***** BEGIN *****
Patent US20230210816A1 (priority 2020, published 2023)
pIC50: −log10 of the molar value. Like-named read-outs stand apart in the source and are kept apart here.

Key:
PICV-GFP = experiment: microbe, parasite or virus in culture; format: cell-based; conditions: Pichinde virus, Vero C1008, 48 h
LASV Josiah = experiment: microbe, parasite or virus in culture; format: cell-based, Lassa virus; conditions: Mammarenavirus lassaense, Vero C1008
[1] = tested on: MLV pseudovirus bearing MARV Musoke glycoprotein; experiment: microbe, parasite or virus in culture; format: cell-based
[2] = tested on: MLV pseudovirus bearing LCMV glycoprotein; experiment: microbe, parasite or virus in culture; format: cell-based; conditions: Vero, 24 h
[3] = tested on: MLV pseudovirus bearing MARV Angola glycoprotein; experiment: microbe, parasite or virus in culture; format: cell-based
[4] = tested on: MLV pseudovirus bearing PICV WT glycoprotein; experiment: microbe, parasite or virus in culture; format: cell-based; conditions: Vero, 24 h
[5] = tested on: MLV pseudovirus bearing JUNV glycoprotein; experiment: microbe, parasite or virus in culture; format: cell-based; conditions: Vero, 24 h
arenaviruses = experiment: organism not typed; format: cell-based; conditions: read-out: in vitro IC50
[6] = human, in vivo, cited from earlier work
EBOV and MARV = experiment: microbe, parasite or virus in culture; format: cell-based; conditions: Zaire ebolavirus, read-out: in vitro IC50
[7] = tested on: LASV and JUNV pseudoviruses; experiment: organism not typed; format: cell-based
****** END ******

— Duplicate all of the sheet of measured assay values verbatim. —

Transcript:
Patent US20230210816A1 (priority 2020, published 2023)
pIC50: −log10 of the molar value. Like-named read-outs stand apart in the source and are kept apart here.

Key:
PICV-GFP = experiment: microbe, parasite or virus in culture; format: cell-based; conditions: Pichinde virus, Vero C1008, 48 h
LASV Josiah = experiment: microbe, parasite or virus in culture; format: cell-based, Lassa virus; conditions: Mammarenavirus lassaense, Vero C1008
[1] = tested on: MLV pseudovirus bearing MARV Musoke glycoprotein; experiment: microbe, parasite or virus in culture; format: cell-based
[2] = tested on: MLV pseudovirus bearing LCMV glycoprotein; experiment: microbe, parasite or virus in culture; format: cell-based; conditions: Vero, 24 h
[3] = tested on: MLV pseudovirus bearing MARV Angola glycoprotein; experiment: microbe, parasite or virus in culture; format: cell-based
[4] = tested on: MLV pseudovirus bearing PICV WT glycoprotein; experiment: microbe, parasite or virus in culture; format: cell-based; conditions: Vero, 24 h
[5] = tested on: MLV pseudovirus bearing JUNV glycoprotein; experiment: microbe, parasite or virus in culture; format: cell-based; conditions: Vero, 24 h
arenaviruses = experiment: organism not typed; format: cell-based; conditions: read-out: in vitro IC50
[6] = human, in vivo, cited from earlier work
EBOV and MARV = experiment: microbe, parasite or virus in culture; format: cell-based; conditions: Zaire ebolavirus, read-out: in vitro IC50
[7] = tested on: LASV and JUNV pseudoviruses; experiment: organism not typed; format: cell-based